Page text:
This is how display ads appear on Gmail. Let’s explore more examples and Google display ads best practices in the following sections.
How are display ads different and how do they work?
Display ads are different because they appear not on Google search results page but on third-party websites, videos, apps. As opposed to search ads, display ads contain images and are can appear on different parts of the page.
For example, Healthline is a website that provides medical information and health advice. The article that you see below is on boosting the body’s natural defenses and you can see a health-related ad on the right side.
But ads don’t always go hand and hand with the article on the website.
The article below on The New York Times is discussing why Germany’s coronavirus death rate is low. But you can see a footwear ad. Neither The New York Times, nor coronavirus has anything to do with shoes. The ad is here because the business owner is targeting the users based on keywords they search for or based on the user location.
When are display ads effective?
Like search ads, display ads as well are effective as a retargeting tool. It’s highly effective to retarget people who have already visited your website, are familiar with your brand and have even added products to their cart.
Display ads are also effective when you target users based on certain keywords or topics. For example, if you target keywords “swim fins, swimsuit, swim bags”, etc, Google will show your ads to people who have searched for those phrases. And your ads can appear both on swimming-related and non-topic-related websites.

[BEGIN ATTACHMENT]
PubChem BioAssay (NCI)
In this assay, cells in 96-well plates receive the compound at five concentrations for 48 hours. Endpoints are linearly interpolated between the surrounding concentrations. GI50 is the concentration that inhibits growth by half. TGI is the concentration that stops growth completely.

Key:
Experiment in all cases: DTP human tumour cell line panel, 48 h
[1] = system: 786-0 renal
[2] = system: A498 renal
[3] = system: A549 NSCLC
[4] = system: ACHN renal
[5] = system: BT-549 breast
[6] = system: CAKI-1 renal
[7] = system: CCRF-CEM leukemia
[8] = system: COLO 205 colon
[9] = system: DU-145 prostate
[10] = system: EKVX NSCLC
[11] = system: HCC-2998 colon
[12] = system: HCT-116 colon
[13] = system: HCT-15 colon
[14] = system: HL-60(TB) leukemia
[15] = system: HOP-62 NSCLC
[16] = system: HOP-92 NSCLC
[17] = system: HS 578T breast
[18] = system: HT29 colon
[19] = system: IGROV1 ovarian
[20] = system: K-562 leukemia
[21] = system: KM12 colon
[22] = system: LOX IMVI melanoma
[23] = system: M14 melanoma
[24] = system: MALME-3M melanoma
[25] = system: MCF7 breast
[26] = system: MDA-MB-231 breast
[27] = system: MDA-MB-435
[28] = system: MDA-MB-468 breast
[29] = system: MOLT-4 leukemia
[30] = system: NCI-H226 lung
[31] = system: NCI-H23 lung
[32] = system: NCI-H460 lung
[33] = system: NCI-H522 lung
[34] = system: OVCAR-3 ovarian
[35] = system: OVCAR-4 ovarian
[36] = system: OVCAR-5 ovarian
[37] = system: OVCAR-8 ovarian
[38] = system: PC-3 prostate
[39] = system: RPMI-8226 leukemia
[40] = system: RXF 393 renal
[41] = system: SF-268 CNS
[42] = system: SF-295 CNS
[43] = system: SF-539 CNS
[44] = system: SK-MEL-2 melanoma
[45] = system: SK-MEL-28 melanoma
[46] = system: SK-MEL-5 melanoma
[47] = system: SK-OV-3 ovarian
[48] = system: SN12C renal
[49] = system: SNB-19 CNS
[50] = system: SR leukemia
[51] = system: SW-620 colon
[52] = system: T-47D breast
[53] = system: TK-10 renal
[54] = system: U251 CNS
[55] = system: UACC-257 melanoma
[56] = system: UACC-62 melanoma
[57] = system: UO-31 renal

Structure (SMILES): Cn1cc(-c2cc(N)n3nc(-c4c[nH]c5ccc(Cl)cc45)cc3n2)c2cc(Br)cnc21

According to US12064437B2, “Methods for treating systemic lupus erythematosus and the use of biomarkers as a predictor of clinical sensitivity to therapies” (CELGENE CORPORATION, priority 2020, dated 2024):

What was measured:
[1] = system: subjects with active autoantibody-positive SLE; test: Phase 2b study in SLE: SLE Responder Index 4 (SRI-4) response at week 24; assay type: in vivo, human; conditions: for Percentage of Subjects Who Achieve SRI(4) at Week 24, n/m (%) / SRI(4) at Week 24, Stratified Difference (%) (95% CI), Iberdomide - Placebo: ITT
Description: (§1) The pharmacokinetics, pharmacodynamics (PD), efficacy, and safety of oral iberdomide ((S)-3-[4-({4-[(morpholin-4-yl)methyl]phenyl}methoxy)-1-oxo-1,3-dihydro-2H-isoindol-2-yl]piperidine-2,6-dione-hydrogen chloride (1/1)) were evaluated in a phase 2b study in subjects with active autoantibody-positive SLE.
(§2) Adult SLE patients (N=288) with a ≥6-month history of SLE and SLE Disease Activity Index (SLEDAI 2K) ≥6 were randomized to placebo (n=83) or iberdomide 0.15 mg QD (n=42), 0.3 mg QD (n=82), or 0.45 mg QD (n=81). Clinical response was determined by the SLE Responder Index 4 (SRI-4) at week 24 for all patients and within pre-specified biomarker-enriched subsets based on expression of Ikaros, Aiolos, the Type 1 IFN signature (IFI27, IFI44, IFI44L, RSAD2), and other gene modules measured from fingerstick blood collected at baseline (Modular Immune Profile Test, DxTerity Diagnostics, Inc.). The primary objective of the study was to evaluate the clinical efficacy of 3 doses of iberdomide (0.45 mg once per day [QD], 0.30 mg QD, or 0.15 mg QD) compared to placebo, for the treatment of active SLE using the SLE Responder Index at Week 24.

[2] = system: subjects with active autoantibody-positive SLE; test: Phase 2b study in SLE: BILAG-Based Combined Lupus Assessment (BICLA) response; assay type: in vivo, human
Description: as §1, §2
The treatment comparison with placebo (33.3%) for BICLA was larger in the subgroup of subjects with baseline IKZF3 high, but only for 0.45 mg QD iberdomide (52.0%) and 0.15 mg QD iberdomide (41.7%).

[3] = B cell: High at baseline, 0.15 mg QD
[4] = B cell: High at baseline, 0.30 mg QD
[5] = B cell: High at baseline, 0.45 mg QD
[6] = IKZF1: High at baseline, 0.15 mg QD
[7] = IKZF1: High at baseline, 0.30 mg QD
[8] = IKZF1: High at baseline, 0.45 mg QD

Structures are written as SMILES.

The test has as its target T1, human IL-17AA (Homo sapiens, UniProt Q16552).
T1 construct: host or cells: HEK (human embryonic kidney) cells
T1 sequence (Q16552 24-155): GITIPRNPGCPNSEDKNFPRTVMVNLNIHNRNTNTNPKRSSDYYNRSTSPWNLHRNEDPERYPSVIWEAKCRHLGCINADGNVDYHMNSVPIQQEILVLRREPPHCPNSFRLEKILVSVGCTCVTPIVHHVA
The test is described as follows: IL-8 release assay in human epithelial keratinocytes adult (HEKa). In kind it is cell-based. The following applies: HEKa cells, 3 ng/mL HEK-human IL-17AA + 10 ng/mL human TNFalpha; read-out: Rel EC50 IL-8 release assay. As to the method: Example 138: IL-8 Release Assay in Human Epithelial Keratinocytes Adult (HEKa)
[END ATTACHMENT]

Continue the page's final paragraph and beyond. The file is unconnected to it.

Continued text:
When you target people simply by location or demographics, you end up showing ads to users who don’t look for a product in your list. They start reading an article and your ad interrupts the reading process.
If you want to increase the success rate of your ads in similar situations, your ads need to be twice as better. Because first, you should eliminate the negative attitude towards your ad (since you interrupted their reading).
And second, you should arouse interest in your product among users who weren’t even thinking of buying something similar.
When launching your display ads, you should pay attention to what size your display ads for eCommerce will be. According to Google, 300*250 ads are perfect for desktop and are placed throughout or in the end of articles.
As for mobile devices, 320*50 ads seem to be the best performers. 468*60 ads take second place.
Note that top-performing sizes vary from region to region. You can check out Google’s Guide to Ad Size above and also remember that all campaigns are unique. Besides, ad size is only one of the factors that affect your campaign success alongside with messaging, image, relevancy, CTA, etc.
Getting started with your PPC strategy for eCommerce
Are you still wondering which type of Google ad will suit your needs best? Contact Andava’s team and our PPC specialists will help you launch a campaign based on your goals and budget.